“The Agency takes pride in its ability to respond quickly to crises, as we did in the recent past with the Ebola, Zika and African Swine Fever viruses,” said Mr Grossi in a statement to the IAEA Board of Governors.

“Contributing to international efforts to deal with the coronavirus will remain a priority for me as long as the outbreak persists.”

The first training course in detection techniques will take place at the Joint IAEA/Food Agriculture Organization of the United Nations (FAO) Animal Production and Health Laboratory in Seibersdorf, Austria, in two weeks’ time.

It will include medical and veterinary experts from Cambodia, Republic of Congo, Cote d´Ivoire, Ethiopia, Kenya, Madagascar, Malaysia, Mongolia, Philippines, Sri Lanka, Thailand and Viet Nam. Additional regional courses will be organized for other countries, including from Latin America and the Caribbean.

Participants will be trained in biosafety and biosecurity procedures to protect health and veterinary workers during sampling and analysis and to prevent further external contamination. They will immediately receive emergency toolkits with personal protection equipment, specific diagnostic reagents and laboratory consumables. A number of national laboratories will also receive additional equipment, such as bio-safety cabinets and RT-PCR devices.

The training will include veterinary experts in an effort to increase countries’ preparedness in the early detection of viruses that cause zoonotic diseases – those originating in animals that can spread to humans. They will be trained to test domestic and wild animals implicated in the transmission of coronaviruses, such as the new strain SARS-CoV-2 causing COVID-19, and others that cause Severe Acute Respiratory Syndrome (SARS) and Middle East Respiratory Syndrome (MERS).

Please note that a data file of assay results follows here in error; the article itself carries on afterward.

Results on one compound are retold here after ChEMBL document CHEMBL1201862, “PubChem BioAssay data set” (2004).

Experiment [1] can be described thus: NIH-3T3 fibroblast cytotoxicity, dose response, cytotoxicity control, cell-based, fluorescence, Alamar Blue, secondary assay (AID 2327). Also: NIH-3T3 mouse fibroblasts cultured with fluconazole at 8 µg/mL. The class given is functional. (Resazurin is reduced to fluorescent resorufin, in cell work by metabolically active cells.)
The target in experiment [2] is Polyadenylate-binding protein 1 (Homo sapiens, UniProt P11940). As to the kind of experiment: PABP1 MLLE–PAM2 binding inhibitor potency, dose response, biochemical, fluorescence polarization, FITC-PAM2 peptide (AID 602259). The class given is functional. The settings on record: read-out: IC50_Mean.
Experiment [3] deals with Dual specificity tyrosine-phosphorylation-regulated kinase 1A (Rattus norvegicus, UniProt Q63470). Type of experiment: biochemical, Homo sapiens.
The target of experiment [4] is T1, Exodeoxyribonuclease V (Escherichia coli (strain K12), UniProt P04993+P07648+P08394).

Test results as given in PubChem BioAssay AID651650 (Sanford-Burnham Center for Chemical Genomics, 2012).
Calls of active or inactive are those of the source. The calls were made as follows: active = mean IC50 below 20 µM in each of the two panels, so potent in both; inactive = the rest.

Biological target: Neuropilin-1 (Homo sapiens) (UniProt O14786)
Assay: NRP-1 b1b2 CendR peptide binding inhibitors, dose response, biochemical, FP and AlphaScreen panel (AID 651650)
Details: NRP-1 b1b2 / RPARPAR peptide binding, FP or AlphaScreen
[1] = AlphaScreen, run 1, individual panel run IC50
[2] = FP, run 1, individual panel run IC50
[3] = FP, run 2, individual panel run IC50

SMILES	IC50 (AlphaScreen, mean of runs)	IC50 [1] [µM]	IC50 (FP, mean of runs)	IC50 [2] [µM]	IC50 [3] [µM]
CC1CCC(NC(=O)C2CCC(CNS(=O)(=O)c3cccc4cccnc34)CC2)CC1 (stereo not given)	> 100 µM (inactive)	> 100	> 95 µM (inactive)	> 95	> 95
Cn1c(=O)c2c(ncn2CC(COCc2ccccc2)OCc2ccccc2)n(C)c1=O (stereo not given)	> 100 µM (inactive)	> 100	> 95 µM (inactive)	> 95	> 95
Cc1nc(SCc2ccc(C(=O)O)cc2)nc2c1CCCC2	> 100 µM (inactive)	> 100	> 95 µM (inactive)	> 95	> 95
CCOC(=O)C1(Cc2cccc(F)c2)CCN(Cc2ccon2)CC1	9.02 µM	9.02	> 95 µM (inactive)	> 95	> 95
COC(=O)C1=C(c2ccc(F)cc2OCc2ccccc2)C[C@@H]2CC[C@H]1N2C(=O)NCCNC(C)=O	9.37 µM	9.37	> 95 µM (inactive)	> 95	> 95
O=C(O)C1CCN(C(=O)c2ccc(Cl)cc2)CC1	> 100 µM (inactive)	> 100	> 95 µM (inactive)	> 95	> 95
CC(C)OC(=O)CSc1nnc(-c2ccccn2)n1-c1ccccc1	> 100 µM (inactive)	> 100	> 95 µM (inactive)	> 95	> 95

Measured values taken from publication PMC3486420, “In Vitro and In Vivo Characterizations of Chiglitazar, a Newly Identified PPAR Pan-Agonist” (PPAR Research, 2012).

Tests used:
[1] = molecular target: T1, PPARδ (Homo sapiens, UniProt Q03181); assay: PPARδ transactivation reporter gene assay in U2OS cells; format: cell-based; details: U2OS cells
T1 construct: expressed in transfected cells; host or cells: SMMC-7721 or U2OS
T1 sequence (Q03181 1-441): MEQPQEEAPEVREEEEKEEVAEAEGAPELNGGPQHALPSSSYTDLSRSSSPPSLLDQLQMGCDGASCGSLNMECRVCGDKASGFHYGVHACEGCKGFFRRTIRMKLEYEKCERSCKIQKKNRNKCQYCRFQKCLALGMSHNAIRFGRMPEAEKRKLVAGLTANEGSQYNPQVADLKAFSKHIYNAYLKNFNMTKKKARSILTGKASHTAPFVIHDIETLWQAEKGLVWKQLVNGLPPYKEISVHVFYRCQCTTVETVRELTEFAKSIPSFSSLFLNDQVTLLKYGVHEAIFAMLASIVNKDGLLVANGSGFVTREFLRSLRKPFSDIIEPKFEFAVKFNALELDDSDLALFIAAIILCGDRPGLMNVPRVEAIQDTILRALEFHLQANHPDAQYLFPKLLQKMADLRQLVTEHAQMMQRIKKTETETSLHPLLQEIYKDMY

“If you know what is out there ahead of time, you have time to proactively prepare, either by developing vaccines or increasing your capacity for diagnosis and detection,” said Gerrit Viljoen, Head of the Animal Production and Health Section of the Joint IAEA/FAO Program for Nuclear Techniques in Food and Agriculture.

The assistance to countries in tackling COVID-19 is delivered through the IAEA’s technical cooperation program, which supports the peaceful application of nuclear technology in areas such as human and animal health. It is funded through the IAEA’s Peaceful Uses Initiative, which was launched in 2010 to mobilize additional funding for such projects.

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One Hit, One Strike Out, and a Base on Balls

baseball

  • Argentina Positions a 25 MW SMR for Export